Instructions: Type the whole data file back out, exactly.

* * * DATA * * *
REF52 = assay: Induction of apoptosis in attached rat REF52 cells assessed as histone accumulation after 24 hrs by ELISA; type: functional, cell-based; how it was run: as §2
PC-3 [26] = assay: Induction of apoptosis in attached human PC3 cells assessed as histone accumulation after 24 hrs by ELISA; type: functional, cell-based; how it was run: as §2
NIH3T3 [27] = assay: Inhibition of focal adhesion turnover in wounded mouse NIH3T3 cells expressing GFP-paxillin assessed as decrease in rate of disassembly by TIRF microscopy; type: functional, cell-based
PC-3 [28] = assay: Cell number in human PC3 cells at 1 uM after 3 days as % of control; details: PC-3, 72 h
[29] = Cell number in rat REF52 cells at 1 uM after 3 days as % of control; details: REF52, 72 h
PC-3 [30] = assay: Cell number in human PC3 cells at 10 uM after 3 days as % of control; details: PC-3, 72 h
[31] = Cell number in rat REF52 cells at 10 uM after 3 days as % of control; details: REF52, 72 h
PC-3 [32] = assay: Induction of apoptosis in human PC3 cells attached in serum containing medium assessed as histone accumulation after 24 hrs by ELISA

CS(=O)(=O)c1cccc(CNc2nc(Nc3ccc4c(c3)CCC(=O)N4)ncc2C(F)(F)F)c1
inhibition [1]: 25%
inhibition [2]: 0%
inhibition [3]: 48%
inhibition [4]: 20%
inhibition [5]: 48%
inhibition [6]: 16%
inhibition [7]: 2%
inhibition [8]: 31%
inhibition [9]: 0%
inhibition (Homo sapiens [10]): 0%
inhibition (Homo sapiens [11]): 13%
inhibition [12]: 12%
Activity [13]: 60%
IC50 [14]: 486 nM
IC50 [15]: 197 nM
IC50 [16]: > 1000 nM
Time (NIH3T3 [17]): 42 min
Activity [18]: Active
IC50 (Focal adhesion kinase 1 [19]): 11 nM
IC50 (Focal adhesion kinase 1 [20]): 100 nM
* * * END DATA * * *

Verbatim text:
REF52 = assay: Induction of apoptosis in attached rat REF52 cells assessed as histone accumulation after 24 hrs by ELISA; type: functional, cell-based; how it was run: as §2
PC-3 [26] = assay: Induction of apoptosis in attached human PC3 cells assessed as histone accumulation after 24 hrs by ELISA; type: functional, cell-based; how it was run: as §2
NIH3T3 [27] = assay: Inhibition of focal adhesion turnover in wounded mouse NIH3T3 cells expressing GFP-paxillin assessed as decrease in rate of disassembly by TIRF microscopy; type: functional, cell-based
PC-3 [28] = assay: Cell number in human PC3 cells at 1 uM after 3 days as % of control; details: PC-3, 72 h
[29] = Cell number in rat REF52 cells at 1 uM after 3 days as % of control; details: REF52, 72 h
PC-3 [30] = assay: Cell number in human PC3 cells at 10 uM after 3 days as % of control; details: PC-3, 72 h
[31] = Cell number in rat REF52 cells at 10 uM after 3 days as % of control; details: REF52, 72 h
PC-3 [32] = assay: Induction of apoptosis in human PC3 cells attached in serum containing medium assessed as histone accumulation after 24 hrs by ELISA

CS(=O)(=O)c1cccc(CNc2nc(Nc3ccc4c(c3)CCC(=O)N4)ncc2C(F)(F)F)c1
inhibition [1]: 25%
inhibition [2]: 0%
inhibition [3]: 48%
inhibition [4]: 20%
inhibition [5]: 48%
inhibition [6]: 16%
inhibition [7]: 2%
inhibition [8]: 31%
inhibition [9]: 0%
inhibition (Homo sapiens [10]): 0%
inhibition (Homo sapiens [11]): 13%
inhibition [12]: 12%
Activity [13]: 60%
IC50 [14]: 486 nM
IC50 [15]: 197 nM
IC50 [16]: > 1000 nM
Time (NIH3T3 [17]): 42 min
Activity [18]: Active
IC50 (Focal adhesion kinase 1 [19]): 11 nM
IC50 (Focal adhesion kinase 1 [20]): 100 nM